You need to do a 12-Lead. Whoops, you have the regular cable, but the 12-lead attachment cable is missing. It fell out and no one noticed or you forgot to check carefully this morning. Either way, all you have is the four leads and your patient is having crushing pain and is cool, clammy and diaphoretic. What do you do? A modified 9-Lead. This is how we did 12-leads before we had Life-Pack 12s. Take the left leg lead — the red lead, and move it to the V1 position. Run Lead III in diagnostic mode. Repeat with V2, V3, V4, V5 and V6. Label each lead as follows: McL (modified chest Lead)1, McL2, McL3, etc… While not exact replicas, they do passably well. You do this and see hyperacute T waves in McL3 and McL4 and McL5. Call in a STEMI Alert.
This time you have your 12-Lead cables, but that is all you have. You don’t have the four lead cables and without those, you can’t attach the 12-Lead cables. Your patient is alert, but very clammy and you can’t feel a pulse. What do you do? Take out the defib pads, and apply them to the chest. Hit paddles on the monitor and while you won’t be able to get a 12-lead, at least you know the rythmn and if it happens to be VT, you are all set. If if is an SVT, and you want to give adenosine, go ahead, just be certain to hit print. If it is a sinus, well at least you know that.
Okay, so this time you are dispatched to a chest pain call and when you go to grab your monitor, there is no monitor. D’oh! What happened? Who knows, but we could assume what happened to you is what happened to me as chronicled in the post D’oh! I was lucky enough that my call was not a chest pain, but a BLS call. Had it been a chest pain, I would have had no choice but to fall back on my BLS skills and call for a paramedic intercept. Even if I was revealing my lapse and subjecting myself to punishment, you can’t let the patient be harmed. Go ahead and call for a medic, and hope that your company and or medical control is lenient with you.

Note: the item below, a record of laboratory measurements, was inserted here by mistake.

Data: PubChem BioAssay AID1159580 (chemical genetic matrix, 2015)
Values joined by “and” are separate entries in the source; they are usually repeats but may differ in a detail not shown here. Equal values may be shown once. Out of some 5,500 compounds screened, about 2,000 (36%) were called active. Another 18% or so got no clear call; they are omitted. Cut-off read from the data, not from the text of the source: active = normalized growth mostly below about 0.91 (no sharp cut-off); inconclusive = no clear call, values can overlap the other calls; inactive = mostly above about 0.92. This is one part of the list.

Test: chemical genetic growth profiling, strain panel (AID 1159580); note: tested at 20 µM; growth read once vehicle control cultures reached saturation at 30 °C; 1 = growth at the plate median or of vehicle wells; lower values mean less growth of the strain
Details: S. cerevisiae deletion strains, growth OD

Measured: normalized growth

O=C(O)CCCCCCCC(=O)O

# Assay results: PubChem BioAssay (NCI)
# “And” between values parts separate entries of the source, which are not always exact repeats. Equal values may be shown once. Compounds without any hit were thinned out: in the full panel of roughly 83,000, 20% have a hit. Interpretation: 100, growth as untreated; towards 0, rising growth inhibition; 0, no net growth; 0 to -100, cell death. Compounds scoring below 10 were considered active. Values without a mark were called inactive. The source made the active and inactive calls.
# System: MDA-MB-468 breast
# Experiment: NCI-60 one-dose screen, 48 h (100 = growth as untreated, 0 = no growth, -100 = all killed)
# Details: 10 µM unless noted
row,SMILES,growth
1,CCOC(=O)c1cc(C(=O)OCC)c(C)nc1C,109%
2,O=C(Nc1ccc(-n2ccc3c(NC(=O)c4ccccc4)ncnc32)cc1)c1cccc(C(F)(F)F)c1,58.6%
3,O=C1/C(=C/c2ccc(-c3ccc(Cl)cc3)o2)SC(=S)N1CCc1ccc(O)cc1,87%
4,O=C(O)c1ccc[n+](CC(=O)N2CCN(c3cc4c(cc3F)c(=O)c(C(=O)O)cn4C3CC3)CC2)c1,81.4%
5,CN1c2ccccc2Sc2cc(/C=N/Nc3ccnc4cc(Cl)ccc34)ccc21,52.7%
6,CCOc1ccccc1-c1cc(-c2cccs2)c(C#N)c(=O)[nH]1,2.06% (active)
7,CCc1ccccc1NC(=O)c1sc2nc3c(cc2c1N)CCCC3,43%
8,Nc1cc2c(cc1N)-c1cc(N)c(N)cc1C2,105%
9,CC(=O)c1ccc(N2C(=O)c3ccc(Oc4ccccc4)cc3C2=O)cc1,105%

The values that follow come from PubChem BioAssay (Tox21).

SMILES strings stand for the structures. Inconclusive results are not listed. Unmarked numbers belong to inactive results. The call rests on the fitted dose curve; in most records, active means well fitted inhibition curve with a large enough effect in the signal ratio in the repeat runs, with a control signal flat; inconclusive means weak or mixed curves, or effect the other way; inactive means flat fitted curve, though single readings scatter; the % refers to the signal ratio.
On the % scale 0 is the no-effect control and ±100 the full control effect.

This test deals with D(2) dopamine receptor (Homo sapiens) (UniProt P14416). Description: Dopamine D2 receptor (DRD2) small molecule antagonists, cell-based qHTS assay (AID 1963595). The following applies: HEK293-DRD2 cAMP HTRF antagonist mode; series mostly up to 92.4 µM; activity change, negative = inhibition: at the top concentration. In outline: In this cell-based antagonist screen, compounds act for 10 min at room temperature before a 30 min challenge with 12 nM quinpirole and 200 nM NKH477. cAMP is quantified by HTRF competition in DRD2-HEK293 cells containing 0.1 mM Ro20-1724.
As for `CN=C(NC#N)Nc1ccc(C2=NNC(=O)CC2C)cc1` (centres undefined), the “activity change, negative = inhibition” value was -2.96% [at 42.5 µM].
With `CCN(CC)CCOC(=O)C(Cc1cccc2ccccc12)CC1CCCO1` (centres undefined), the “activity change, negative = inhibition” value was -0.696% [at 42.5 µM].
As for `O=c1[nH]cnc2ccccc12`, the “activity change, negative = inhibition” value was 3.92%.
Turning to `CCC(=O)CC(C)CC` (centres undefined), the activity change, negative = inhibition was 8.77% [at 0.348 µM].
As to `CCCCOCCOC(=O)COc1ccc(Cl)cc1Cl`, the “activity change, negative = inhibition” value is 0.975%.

Street Lessons #3 Know Thy Patient
Ahh, the simplest things. You need the patient’s name, date of birth, and social security number if possible. The name is most important. If the name is John Smith or Juan Martinez, the date of birth helps.
I was a brand new spanking EMT and we had a patient in classic CHF — I am talking hypertensive through the roof, bulging jugular veins, filling emesis basins with pinky frothy sputum. We had him on a nonrebreather, on a stair chair, out to the ambulance, and lights and sirens half way to the hospital before we realized we didn’t who he was, and he was still working at breathing too hard to get a syllable out. No name, no DOB, no social, just the address we picked him up at. Chalk that one up to two excited rookies.